A Better Way to Track Email in Salesforce
Salesforce includes 100MB of data record storage per user license. The Salesforce Foundation grants nonprofits 10 user licenses, which means that most of our Salesforce consulting clients have a 1GB limit on data record storage. Using an integrated email broadcasting platform that reports data back to Salesforce can very quickly consume this limited data storage space.
The main reason for this is that most integrated email broadcasting solutions use their own custom object to track email results on a per-contact basis. This is a relatively inefficient storage strategy. For each email sent, this approach uses 3KB of Salesforce storage per email recipient to track the email send results (campaign member is 1KB, plus 2KB for the custom object).
This doesn't sound like a lot, but given the number of records that email broadcasting generates, the storage load quickly mushrooms out of control. Consider the following example:
- An organization's Salesforce database contains 25,000 contact records
- The organization wants to send a weekly email broadcast to all 25,000 contacts and track the results per contact
- For each email sent, the current integrations are creating 3kB of data.
- 25,000 sends X 3KB data storage per send = 73MB of data per email blast
- At this rate, an organization will exhaust its data storage limits in approximately 13 weeks!
- Organizations can purchase additional storage space from Salesforce, but it's quite expensive -- approximately $1200/yr per 500MB. So, storing the data associated with a weekly blast to 25,000 recipients would cost nearly $9000/year!
While most of our clients are not burning through data storage quite that fast, since they're not emailing their entire list each week, several have shown trajectories to reach their storage limit in less than a year from when they begin integrated email communication activities.
Barring changes in Salesforce's data storage policies, Groundwire believes that the current approach most email broadcasting providers are using for data storage in their Salesforce integrations results in unsustainable costs.
We believe that significant improvements in email broadcasting data storage efficiency are easily achievable, by using Campaign Member objects as the point of integration, rather than a custom object. Groundwire recommends that email broadcasting providers who integrate with Salesforce adopt this strategy for reporting data back to Salesforce.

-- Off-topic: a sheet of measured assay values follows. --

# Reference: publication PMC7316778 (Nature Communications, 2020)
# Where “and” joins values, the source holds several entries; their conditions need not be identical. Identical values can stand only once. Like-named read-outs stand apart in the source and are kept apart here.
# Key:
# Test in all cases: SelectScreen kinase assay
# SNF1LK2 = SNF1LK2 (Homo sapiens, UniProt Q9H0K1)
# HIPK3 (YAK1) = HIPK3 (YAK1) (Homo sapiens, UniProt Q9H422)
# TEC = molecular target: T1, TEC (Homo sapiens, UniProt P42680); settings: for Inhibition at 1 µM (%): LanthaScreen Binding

Here's the outline, followed by a proposed schema:
- The best place to store email broadcasting results data is in the Campaign Member object, not in a third-party custom object such as VerticalResponse's "Email History" object or ExactTarget’s "Individual Email Result" object
- Email broadcasting platforms should add several custom fields to the Campaign Member object to track email results
- Custom objects which track aggregate data such as ExactTarget’s "Email Results" object may still be used as only one object is generated per email campaign, and this does not contribute significantly to data storage bloat
Using the Campaign Member Object
- Create new checkbox fields: Opened, Clicked, Bounced, Unsubscribed
- Create new number field: Number of Clicks
- Create a Text field for the Campaign ID
- Create a Text Area (Rich ) field called Clicked Links - This will be the field which captures the actual URL of a clicked link (or links)
Proposed Schema for New Fields
Campaign Member Field Name
Unique per campaign
|| Text (string)
|Opened|| TRUE, FALSE
|| Checkbox (boolean)
|Clicked|| TRUE, FALSE
|Unsubscribed|| TRUE, FALSE
|Bounced|| TRUE, FALSE
|Number of Clicks
Unique per campaign
|| Numeric (integer)
Unique per campaign
|| Text area (rich lines field)
Note that Email Opt Out on the Contact record should be checked automatically as part of the integration when there is an unsubscribe.
Figure 1. This chart shows a hypothetical data usage scenario. The x-axis is months, and the y-axis is in MB. Both lines start with a baseline of 200MB or roughly 20% of data storage used for records like Contacts, Accounts, Opportunities, etc. After 15 months of sending 20,000 emails per month, the non-mitigated example would run out of storage while the other would only use about half of the available storage in that time.